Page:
What is Alternative Fashion | A NU Perspective Blog – Neon Underground Apparel

What is Alternative Fashion, Really?

At Neon Underground, we believe that style is more than just looks- rather it is a way to express yourself, feelings, and opinions. And what style speaks louder than alternative fashion? From punk to grunge, nu-wave to goth, emo, Lolita, hipster, and so on- these subcultures have long been making a statement by rebelling against the mainstream and outwardly embracing themselves and their beliefs. While subculture fashion has become more popular, at its core the message is still the same: it will not conform to mass produced styles, systems, or ideals. We encourage you to do the same, to embrace and show your true self to the world, to stand up for yourself and what you believe, and to be one stylish hell-raising babe as you march in the revolution against the mainstream.

Dark Goth Alternative

If you find most of your wardrobe is black, you have an inexplicable love for misunderstood โ€œcreepyโ€ creatures, a fascination with the occult, and can draw a killer winged eyeliner- chances are you may be a little bit goth. Not to worry- you are in great hands!
This subculture movement originated in the UK in the mid-70s to 80s with the introduction of a darker, more romantic version of the then popular post-punk genre. Bauhaus, Siouxsie and the Banshees, The Cure, and Sisters of Mercy were among the early pioneers in the gothic music movement, allowing this new sound and style to expand and evolve throughout the 80s and 90s.
While what may be called goth today is very different from the traditional teased hair, dark eye make-up, and Victorian Romantic style black clothing, traces of these early influences can be seen throughout. From your witchy nu-goth, cutesy pastel goth, emo kids and e-girls, to the EDM cybergoth and the sporty street health goth- weโ€™re all just trying to embrace the beauty in the darkness.

Check out these dark goth inspired looks we love!

90's Grunge Nostalgia

Calling all 90โ€™s kids (and those of you who feel like you were born in the wrong era)- this oneโ€™s for you! If you wear old band tees unironically, then you probably know of Nirvana, Pearl Jam, and Soundgarden. This is where our story begins, in mid-80โ€™s to 90โ€™s Seattle, Washington. The grunge rock movement sparked a fire in a generation trying to have its voice heard and go against the grain. This dirty, grimy, almost lazy style of post-punk and metal heavily influenced the fashion of Gen-X at the time, an expression of their frustrations with the unnecessary lavishness of the 80โ€™s economic upswing and lack of equality within different societies.
Messy, unkempt hair and make-up paired with often oversized flannel or plaid shirts, graphic tees, and of course combat boots were staples in any grunge closet. Kurt Cobain, Drew Barrymore, and Liv Tyler all embodied this look, and grunge fashion overall hasnโ€™t changed much today. Plaid and checker patterns can be found throughout, along with old band and graphic tees, and the classic combat boot.
What we might find paired with these now retro grunge standards is inspiration from 90โ€™s pop culture and childhood nostalgia- bold neon and rainbow colors or even cute pastels, leopard and other animal prints, oversized streetstyle tees, sweet schoolgirl style cardigans, and crop tops everywhere to name a few.

Peek these feeds for your dose of grunge inspo!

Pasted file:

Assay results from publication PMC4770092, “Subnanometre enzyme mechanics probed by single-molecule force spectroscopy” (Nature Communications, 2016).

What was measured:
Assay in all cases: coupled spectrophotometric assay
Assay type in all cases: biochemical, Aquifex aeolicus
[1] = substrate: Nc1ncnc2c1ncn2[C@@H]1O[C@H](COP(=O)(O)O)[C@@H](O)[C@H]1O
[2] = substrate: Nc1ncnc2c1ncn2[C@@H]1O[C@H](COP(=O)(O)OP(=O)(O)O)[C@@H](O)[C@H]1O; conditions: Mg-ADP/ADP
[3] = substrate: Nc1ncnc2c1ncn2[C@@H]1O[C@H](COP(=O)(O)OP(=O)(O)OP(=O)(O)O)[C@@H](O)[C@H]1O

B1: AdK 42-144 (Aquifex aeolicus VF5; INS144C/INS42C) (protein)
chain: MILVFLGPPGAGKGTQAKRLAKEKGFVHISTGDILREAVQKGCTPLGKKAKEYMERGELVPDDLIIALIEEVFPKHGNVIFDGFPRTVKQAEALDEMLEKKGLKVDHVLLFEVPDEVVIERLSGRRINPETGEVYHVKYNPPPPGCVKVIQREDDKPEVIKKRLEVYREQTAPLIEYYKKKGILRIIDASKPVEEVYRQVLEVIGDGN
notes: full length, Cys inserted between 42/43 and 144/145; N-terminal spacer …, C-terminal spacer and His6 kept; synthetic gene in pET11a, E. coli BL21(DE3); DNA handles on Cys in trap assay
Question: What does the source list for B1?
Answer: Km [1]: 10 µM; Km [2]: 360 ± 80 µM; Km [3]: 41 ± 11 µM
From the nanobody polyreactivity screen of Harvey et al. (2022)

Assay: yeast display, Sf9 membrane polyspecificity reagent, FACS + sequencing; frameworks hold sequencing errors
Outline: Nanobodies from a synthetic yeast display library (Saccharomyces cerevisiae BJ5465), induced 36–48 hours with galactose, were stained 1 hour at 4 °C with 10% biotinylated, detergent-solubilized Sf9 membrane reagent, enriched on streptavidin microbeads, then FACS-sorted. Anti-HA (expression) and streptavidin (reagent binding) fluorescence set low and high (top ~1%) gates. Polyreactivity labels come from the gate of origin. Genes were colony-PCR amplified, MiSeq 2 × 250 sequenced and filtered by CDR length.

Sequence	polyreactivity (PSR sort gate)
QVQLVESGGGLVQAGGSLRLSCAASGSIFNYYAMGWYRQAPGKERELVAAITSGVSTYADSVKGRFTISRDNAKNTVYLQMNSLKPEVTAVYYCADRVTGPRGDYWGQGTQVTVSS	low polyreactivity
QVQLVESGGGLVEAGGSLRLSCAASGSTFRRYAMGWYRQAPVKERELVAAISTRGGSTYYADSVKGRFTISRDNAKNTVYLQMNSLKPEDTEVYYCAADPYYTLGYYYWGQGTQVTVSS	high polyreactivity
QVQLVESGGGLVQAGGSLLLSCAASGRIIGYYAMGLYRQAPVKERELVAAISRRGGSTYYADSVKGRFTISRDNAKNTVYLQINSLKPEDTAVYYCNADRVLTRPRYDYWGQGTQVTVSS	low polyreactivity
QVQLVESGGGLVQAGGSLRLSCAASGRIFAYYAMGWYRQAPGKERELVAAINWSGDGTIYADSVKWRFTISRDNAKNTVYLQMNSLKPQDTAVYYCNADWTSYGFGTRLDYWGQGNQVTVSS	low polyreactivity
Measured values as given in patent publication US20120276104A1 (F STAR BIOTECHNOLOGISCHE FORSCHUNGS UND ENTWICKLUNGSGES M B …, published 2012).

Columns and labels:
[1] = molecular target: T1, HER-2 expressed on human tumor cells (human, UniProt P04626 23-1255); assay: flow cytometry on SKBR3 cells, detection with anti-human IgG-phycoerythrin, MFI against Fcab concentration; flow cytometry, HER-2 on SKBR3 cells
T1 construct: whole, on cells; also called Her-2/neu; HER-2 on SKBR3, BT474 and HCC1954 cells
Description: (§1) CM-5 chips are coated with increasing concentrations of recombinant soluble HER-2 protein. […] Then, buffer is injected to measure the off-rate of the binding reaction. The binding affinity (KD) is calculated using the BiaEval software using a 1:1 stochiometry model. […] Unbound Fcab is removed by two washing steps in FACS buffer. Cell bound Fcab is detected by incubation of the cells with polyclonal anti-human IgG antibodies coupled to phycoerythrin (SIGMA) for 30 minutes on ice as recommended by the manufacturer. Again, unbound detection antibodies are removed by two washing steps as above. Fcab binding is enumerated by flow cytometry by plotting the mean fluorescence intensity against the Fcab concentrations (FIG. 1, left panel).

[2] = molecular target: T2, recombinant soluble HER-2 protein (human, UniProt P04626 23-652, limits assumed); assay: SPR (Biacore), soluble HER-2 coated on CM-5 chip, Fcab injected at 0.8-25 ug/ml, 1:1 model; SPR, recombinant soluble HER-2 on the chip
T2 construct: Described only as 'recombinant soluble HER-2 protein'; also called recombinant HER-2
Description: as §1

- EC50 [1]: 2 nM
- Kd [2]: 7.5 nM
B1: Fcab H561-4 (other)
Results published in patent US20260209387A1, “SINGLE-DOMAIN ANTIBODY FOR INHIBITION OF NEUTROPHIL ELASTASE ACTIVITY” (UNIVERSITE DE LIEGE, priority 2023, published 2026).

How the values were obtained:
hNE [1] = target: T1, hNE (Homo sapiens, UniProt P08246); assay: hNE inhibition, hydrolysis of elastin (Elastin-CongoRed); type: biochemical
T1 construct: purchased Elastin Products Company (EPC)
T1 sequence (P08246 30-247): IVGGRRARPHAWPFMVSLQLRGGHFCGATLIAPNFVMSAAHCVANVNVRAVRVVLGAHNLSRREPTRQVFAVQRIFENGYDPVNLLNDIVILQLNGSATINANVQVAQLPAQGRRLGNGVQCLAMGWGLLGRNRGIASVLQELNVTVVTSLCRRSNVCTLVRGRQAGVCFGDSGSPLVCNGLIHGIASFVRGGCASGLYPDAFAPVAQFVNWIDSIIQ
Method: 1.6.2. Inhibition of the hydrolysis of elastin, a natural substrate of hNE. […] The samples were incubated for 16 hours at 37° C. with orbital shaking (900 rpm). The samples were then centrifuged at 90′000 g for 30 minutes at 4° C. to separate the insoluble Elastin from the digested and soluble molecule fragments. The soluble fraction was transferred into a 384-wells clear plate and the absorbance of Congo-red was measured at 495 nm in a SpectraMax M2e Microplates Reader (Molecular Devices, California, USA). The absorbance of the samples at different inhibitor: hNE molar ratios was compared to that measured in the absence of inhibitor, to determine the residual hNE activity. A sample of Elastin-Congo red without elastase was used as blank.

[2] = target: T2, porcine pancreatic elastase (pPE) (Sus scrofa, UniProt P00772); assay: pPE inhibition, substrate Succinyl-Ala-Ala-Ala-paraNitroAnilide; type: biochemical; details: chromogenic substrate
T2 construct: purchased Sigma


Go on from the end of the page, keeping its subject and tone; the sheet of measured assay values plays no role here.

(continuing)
Soft Kawaii Aesthetic

Let me guess- you like anime, video games, stuffed animals, all things soft and cute, and pink and purple are among your favorite colors. Perfect! This kawaii style of fashion has spread far and evolved heavily since reaching out from its origins in Japan. Believe it or not, kawaii culture started with young Japanese girls in classrooms after the invention of mechanical pencils, which allowed them to adopt cutesy handwriting and pictures of hearts, cute animals and so on. From here, perhaps the most famous kawaii icon to this day came to be- Hello Kitty.
These kawaii influences led to fashion movements such as Harajuku and Lolita, characterized by Victorian style ruffled dresses, knee socks, sweet pastel or bright colors, and cute accessories. These very frilly feminine aspects can often be seen combined with punk rock influences like combat boots, fishnets, or chains and chokers. Today, kawaii style has become more accessible with influences from K-Pop, J-Pop, anime, and Tumblr to name a few. You may see pastel toned skirts, soft textures and fabrics, babydoll dresses, anime print tops, and even innocently styled and colored lingerie on your favorite kawaii style icon.
While the kawaii community may look young and innocent, they still have an important message. They aim to outshine and overpower cruelty and negativity, be inclusive to all fans, and even blur the boundaries between what is cute and creepy with kami kawaii style. They use the traditional feminine style to uplift and empower women to stand up for themselves and what is right. Just goes to show, no matter how cute you look you can still be HARDCORE!

Get ready for cute fashion overload!

Alternative fashion embraces so many different subcultures, across continents and generations. Music and pop culture have and continue to play an integral roll in the development of these styles and beliefs. The explosion of these cultures recently can likely be linked to social media, which has created a platform for expression amongst a group of people that may otherwise have not been heard. While each community may differ vastly from the others, there is a commonality of going against the grain, giving "normal" society a big f*** you, and standing up for what you love and believe in. So, just where on the alternative spectrum do you fall?

Written by: Hannah Ostoja

Post Date: 2/27/20

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